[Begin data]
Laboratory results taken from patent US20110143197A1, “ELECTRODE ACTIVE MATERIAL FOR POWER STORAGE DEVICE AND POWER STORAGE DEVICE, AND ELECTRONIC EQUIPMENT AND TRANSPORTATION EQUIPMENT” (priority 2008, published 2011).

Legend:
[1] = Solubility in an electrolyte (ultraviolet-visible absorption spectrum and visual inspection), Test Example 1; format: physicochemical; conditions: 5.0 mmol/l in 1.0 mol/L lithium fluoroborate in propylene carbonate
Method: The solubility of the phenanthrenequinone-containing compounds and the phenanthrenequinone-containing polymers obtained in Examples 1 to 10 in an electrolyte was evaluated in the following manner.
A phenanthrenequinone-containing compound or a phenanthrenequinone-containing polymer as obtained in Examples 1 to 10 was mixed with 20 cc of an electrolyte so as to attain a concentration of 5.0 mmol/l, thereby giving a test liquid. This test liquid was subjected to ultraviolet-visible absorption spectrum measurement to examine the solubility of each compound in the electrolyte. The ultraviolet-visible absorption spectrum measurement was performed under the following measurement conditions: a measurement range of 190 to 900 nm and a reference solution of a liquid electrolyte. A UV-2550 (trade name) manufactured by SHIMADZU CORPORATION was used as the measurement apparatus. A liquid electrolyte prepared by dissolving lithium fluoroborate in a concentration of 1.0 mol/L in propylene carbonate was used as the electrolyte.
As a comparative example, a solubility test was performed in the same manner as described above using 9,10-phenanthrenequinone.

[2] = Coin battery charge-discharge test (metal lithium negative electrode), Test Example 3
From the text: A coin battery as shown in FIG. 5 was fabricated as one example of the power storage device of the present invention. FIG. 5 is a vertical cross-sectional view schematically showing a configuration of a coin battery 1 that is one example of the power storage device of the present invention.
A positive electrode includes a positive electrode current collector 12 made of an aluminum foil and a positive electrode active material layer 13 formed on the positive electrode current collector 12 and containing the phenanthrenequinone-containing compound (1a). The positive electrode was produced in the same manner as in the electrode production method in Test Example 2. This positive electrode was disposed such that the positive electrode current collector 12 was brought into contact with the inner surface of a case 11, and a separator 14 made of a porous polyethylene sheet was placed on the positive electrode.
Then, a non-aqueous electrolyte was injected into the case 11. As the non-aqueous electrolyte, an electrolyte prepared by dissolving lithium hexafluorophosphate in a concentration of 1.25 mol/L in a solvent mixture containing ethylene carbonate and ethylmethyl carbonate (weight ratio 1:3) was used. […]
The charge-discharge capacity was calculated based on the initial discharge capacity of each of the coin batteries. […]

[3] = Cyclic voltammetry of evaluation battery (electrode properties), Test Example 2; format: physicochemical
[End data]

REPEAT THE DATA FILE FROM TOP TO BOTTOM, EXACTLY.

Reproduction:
Laboratory results taken from patent US20110143197A1, “ELECTRODE ACTIVE MATERIAL FOR POWER STORAGE DEVICE AND POWER STORAGE DEVICE, AND ELECTRONIC EQUIPMENT AND TRANSPORTATION EQUIPMENT” (priority 2008, published 2011).

Legend:
[1] = Solubility in an electrolyte (ultraviolet-visible absorption spectrum and visual inspection), Test Example 1; format: physicochemical; conditions: 5.0 mmol/l in 1.0 mol/L lithium fluoroborate in propylene carbonate
Method: The solubility of the phenanthrenequinone-containing compounds and the phenanthrenequinone-containing polymers obtained in Examples 1 to 10 in an electrolyte was evaluated in the following manner.
A phenanthrenequinone-containing compound or a phenanthrenequinone-containing polymer as obtained in Examples 1 to 10 was mixed with 20 cc of an electrolyte so as to attain a concentration of 5.0 mmol/l, thereby giving a test liquid. This test liquid was subjected to ultraviolet-visible absorption spectrum measurement to examine the solubility of each compound in the electrolyte. The ultraviolet-visible absorption spectrum measurement was performed under the following measurement conditions: a measurement range of 190 to 900 nm and a reference solution of a liquid electrolyte. A UV-2550 (trade name) manufactured by SHIMADZU CORPORATION was used as the measurement apparatus. A liquid electrolyte prepared by dissolving lithium fluoroborate in a concentration of 1.0 mol/L in propylene carbonate was used as the electrolyte.
As a comparative example, a solubility test was performed in the same manner as described above using 9,10-phenanthrenequinone.

[2] = Coin battery charge-discharge test (metal lithium negative electrode), Test Example 3
From the text: A coin battery as shown in FIG. 5 was fabricated as one example of the power storage device of the present invention. FIG. 5 is a vertical cross-sectional view schematically showing a configuration of a coin battery 1 that is one example of the power storage device of the present invention.
A positive electrode includes a positive electrode current collector 12 made of an aluminum foil and a positive electrode active material layer 13 formed on the positive electrode current collector 12 and containing the phenanthrenequinone-containing compound (1a). The positive electrode was produced in the same manner as in the electrode production method in Test Example 2. This positive electrode was disposed such that the positive electrode current collector 12 was brought into contact with the inner surface of a case 11, and a separator 14 made of a porous polyethylene sheet was placed on the positive electrode.
Then, a non-aqueous electrolyte was injected into the case 11. As the non-aqueous electrolyte, an electrolyte prepared by dissolving lithium hexafluorophosphate in a concentration of 1.25 mol/L in a solvent mixture containing ethylene carbonate and ethylmethyl carbonate (weight ratio 1:3) was used. […]
The charge-discharge capacity was calculated based on the initial discharge capacity of each of the coin batteries. […]

[3] = Cyclic voltammetry of evaluation battery (electrode properties), Test Example 2; format: physicochemical